He sees many reasons why other countries, and then authoritarian regimes in particular, are interested in what is happening in Swedish universities.

In the vast majority of cases, cooperation is uncomplicated, and we have seen very few cases of foreign interference, but higher education institutions are central to the economy and society. We provide resources that may be of interest to government institutions in other countries.

Access to critics of the system

In addition to the type of foreign intervention where the goal is to create innovations or research results, he also sees a risk of foreign countries going through universities to reach critics of the system. A particularly vulnerable group, he says, is staff or students who have moved to Sweden.

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Universities have always been places where ideas are developed in different ways and can be considered threatened by authoritarian regimes. Therefore, they may wish to track their compatriots in foreign universities.

Gabriel Wernstedt cannot determine whether Sabo sees instances of authoritarian regimes spying on citizens at universities. On the other hand, he asserts that such activities took place in Sweden.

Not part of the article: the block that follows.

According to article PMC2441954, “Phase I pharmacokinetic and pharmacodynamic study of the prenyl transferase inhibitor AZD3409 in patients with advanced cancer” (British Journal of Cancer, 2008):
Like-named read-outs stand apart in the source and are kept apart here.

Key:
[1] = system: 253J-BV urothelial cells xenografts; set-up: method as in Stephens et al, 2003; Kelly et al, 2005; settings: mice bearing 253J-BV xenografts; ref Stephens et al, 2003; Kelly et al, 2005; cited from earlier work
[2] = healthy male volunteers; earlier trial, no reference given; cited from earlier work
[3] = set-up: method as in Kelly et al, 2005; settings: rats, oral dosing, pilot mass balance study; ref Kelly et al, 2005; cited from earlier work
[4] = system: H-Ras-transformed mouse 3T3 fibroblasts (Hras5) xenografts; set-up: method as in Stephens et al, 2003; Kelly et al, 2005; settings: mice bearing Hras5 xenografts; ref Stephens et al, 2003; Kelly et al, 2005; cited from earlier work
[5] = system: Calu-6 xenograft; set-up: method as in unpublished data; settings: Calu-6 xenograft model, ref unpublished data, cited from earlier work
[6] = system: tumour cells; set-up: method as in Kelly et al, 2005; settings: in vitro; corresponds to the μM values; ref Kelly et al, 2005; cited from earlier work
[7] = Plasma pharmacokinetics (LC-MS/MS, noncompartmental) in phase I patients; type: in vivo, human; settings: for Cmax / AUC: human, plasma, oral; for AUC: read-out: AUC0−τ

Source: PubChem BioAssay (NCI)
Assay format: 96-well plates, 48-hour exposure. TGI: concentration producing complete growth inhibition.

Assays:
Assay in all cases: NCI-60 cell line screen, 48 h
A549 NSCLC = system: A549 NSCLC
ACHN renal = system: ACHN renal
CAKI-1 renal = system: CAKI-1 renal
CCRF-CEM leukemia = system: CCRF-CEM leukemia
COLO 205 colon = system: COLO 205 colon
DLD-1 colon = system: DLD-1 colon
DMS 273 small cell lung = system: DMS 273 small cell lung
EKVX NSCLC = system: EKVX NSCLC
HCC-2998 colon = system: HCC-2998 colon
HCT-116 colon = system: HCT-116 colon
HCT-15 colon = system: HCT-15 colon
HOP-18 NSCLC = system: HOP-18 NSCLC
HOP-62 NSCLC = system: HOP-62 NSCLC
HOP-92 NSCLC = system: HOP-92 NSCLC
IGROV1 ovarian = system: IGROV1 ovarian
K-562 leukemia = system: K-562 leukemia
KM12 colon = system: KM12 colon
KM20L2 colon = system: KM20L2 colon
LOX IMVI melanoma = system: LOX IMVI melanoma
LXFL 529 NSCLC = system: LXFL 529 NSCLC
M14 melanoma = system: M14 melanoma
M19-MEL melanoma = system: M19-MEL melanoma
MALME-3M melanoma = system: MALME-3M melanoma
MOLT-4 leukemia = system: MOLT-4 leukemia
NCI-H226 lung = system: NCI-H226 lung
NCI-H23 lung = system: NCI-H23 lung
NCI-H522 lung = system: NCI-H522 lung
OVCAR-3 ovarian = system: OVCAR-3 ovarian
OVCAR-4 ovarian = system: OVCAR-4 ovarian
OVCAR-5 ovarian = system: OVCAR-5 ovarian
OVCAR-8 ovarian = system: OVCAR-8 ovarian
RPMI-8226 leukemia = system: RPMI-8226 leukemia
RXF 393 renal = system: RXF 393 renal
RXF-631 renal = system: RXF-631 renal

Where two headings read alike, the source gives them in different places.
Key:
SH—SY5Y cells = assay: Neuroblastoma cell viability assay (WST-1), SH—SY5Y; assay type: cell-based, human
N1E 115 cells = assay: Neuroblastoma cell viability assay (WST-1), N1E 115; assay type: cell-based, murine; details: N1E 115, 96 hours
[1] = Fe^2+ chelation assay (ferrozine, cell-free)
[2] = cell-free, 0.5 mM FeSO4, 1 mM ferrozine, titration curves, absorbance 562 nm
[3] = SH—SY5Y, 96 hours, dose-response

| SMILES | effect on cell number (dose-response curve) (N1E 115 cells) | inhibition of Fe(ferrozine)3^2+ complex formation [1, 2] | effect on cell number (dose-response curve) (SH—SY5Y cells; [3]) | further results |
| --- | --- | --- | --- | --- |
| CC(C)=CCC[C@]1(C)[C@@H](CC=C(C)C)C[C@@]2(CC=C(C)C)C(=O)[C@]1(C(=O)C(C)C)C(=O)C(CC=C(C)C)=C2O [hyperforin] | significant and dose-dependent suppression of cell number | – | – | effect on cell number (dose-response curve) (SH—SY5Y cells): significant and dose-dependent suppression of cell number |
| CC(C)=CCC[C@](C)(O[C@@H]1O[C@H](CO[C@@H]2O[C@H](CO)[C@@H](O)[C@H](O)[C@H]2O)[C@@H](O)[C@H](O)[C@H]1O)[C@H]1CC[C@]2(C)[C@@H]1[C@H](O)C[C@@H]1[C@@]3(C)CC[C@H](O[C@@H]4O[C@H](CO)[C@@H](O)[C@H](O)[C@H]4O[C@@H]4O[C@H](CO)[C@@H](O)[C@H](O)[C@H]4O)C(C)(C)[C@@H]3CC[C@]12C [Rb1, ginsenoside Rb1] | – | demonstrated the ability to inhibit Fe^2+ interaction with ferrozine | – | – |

We have seen several cases in which foreign powers have gone a long way in their attempts to spy on refugees. There are cases where attempts have been made to kill people who are in Sweden.

Dutch research center

Gabriel Wernstedt cannot give examples of cases where unwanted foreign interference has been discovered in Swedish universities. It can reveal weaknesses or methods that foreign powers can exploit.

However, there are many cases that are internationally known. At the beginning of the year, for example, one of the largest universities in the Netherlands chose to stop a human rights research center set up with research money from China. The university held that the money came with counterclaims threatening the independence of the research.

Albin Gaunt believes that while one should be aware of the dangers of unwanted foreign interference, the risks should not be exaggerated.